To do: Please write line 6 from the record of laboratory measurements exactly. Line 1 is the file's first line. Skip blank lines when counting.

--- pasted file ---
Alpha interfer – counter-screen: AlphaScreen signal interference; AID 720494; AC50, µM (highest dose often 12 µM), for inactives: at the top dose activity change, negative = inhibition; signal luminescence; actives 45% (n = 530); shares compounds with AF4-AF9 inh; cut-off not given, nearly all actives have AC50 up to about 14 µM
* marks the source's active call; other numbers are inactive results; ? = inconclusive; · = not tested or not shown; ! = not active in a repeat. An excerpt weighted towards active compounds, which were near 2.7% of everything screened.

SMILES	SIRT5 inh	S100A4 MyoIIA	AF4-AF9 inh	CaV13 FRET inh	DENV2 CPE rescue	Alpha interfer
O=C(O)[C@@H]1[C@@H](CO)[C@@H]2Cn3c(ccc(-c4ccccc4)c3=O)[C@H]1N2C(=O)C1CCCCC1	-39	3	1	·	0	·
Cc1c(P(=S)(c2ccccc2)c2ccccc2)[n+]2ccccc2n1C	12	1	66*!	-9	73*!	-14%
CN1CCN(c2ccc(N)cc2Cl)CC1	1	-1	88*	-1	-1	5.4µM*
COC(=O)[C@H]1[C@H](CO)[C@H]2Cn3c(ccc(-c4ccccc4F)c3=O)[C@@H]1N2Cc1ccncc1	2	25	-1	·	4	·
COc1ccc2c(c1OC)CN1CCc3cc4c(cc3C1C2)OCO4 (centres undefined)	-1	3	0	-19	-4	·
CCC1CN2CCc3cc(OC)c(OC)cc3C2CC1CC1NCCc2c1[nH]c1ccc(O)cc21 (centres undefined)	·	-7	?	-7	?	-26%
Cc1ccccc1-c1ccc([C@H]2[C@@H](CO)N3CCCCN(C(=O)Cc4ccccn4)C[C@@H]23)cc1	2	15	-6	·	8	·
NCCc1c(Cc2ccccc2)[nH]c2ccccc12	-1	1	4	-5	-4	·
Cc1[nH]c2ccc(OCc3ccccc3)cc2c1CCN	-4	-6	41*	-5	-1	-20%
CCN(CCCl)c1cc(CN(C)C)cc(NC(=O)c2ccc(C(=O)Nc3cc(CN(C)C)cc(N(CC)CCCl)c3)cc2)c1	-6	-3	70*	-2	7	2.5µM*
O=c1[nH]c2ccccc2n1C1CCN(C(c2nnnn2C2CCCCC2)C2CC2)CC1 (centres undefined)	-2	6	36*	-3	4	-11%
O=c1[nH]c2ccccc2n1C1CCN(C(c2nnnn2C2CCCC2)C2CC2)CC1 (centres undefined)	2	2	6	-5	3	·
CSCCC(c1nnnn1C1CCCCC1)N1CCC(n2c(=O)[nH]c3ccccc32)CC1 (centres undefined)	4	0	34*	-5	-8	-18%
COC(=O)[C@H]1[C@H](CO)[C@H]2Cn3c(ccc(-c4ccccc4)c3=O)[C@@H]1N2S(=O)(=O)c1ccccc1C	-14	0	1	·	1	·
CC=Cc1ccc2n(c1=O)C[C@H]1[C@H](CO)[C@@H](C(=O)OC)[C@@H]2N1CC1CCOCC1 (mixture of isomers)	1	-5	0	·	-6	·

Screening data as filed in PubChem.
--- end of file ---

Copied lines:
CN1CCN(c2ccc(N)cc2Cl)CC1	1	-1	88*	-1	-1	5.4µM*